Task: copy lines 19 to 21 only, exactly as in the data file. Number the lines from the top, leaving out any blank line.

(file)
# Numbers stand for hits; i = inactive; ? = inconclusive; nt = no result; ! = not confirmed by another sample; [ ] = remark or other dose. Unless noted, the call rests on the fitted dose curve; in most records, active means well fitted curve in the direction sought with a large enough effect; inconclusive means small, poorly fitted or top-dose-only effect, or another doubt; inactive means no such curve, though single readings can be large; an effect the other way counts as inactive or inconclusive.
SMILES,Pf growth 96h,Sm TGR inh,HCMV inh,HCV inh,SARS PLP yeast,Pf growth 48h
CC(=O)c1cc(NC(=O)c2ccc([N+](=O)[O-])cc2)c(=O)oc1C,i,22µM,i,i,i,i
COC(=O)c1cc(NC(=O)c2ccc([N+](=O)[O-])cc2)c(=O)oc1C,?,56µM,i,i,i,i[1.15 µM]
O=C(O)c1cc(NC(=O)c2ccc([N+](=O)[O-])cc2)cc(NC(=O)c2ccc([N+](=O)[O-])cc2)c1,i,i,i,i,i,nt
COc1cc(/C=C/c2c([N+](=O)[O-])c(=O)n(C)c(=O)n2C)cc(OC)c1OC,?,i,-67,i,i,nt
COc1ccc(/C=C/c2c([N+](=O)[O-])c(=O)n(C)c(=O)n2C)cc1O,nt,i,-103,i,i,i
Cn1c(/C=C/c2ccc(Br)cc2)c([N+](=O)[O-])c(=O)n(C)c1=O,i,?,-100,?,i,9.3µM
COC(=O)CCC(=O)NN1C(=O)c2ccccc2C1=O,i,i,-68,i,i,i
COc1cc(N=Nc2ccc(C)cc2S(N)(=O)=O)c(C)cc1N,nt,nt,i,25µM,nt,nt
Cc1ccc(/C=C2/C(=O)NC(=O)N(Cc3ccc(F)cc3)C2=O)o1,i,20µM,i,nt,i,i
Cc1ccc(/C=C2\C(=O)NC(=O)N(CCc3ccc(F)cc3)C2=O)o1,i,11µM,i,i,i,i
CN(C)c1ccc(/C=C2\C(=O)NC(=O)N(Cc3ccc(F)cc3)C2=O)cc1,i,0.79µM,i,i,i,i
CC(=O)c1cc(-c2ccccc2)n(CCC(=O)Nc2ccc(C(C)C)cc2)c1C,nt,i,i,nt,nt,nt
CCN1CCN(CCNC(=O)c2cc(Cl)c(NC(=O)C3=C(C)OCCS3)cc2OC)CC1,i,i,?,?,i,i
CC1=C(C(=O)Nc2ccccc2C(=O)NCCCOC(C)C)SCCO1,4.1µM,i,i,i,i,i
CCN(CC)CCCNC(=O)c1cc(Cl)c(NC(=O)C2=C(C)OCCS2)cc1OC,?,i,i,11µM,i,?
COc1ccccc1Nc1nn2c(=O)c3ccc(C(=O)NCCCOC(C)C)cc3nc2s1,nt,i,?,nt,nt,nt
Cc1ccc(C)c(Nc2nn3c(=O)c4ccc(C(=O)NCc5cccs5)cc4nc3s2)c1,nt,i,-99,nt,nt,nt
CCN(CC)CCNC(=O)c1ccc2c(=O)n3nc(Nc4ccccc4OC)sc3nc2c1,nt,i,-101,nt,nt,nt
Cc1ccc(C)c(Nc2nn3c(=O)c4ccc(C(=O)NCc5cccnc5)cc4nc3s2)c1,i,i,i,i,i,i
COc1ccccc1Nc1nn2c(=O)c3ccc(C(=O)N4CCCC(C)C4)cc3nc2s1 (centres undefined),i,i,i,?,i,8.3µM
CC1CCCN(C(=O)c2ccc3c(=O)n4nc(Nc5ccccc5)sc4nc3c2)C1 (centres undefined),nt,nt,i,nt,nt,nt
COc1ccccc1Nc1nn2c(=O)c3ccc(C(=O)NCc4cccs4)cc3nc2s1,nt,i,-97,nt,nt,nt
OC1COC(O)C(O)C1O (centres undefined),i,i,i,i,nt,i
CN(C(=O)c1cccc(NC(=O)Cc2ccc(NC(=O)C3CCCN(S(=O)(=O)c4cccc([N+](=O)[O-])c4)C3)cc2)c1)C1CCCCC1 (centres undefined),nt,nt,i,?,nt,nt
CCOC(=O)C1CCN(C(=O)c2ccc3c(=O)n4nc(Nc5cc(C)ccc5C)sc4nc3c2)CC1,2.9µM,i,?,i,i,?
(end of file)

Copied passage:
Cc1ccc(C)c(Nc2nn3c(=O)c4ccc(C(=O)NCc5cccs5)cc4nc3s2)c1,nt,i,-99,nt,nt,nt
CCN(CC)CCNC(=O)c1ccc2c(=O)n3nc(Nc4ccccc4OC)sc3nc2c1,nt,i,-101,nt,nt,nt
Cc1ccc(C)c(Nc2nn3c(=O)c4ccc(C(=O)NCc5cccnc5)cc4nc3s2)c1,i,i,i,i,i,i